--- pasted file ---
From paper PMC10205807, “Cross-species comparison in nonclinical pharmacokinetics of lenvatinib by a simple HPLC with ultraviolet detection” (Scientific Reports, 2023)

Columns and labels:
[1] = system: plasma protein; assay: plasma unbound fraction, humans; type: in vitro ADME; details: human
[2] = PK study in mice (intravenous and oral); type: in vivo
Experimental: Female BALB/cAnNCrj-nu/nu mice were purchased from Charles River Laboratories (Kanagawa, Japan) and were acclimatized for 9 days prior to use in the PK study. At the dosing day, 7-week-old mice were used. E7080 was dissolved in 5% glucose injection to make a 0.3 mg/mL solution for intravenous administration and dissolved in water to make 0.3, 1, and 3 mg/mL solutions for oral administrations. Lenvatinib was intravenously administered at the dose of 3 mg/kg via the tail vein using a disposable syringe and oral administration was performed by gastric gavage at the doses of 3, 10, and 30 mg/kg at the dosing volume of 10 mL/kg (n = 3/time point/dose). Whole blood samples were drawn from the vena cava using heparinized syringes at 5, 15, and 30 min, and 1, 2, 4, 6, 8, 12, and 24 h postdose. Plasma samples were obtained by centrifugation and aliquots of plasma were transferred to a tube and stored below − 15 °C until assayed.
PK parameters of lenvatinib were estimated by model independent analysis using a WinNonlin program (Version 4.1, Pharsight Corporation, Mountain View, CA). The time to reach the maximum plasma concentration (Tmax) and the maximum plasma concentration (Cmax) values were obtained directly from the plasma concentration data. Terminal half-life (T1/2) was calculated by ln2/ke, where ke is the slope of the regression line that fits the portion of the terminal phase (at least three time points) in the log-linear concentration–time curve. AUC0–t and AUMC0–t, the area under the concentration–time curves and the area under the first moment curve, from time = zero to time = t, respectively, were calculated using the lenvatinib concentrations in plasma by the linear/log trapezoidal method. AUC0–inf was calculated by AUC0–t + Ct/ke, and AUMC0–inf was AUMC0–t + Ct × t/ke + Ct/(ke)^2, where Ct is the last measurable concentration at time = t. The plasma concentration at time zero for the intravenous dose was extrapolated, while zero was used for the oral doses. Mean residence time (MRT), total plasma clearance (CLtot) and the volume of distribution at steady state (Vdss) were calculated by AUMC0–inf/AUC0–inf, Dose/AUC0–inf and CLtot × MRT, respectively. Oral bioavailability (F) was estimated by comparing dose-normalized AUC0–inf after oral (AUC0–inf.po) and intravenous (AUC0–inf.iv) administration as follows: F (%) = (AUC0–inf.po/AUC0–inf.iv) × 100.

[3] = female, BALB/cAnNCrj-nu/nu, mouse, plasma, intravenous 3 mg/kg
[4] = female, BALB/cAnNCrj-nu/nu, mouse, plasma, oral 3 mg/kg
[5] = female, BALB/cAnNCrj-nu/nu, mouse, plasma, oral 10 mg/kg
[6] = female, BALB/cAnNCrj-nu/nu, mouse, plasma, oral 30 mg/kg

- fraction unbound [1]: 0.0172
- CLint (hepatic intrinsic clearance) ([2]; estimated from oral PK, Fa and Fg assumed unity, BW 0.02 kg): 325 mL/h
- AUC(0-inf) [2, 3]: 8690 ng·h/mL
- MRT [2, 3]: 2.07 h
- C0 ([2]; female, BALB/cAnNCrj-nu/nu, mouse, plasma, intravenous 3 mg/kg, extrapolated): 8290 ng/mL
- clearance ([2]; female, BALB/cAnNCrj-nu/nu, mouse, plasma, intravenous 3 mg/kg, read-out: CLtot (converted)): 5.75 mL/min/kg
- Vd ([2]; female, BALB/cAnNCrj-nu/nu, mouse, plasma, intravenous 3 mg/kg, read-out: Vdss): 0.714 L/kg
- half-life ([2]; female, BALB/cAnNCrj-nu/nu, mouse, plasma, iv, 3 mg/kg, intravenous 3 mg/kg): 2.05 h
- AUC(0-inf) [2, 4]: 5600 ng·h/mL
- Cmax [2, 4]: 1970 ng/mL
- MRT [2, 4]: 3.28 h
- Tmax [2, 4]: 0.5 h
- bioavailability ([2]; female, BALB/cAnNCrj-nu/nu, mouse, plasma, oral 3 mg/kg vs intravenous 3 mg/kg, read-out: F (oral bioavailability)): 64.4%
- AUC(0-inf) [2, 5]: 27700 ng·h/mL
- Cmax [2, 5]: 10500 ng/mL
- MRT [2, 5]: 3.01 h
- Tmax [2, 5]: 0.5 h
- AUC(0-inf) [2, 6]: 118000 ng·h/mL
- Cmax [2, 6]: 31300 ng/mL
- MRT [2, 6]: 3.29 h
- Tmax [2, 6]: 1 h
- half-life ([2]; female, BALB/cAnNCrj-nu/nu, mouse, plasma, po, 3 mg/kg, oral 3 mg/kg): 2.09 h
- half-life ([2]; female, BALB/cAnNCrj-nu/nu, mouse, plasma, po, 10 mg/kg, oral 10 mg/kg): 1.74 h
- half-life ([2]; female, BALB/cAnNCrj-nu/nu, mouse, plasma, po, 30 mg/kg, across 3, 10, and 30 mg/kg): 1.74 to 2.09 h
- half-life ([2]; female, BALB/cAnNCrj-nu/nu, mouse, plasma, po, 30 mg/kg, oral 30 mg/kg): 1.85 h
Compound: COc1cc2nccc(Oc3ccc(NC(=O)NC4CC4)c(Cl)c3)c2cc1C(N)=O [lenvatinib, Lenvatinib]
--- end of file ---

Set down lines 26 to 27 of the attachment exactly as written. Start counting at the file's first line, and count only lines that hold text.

- MRT [2, 5]: 3.01 h
- Tmax [2, 5]: 0.5 h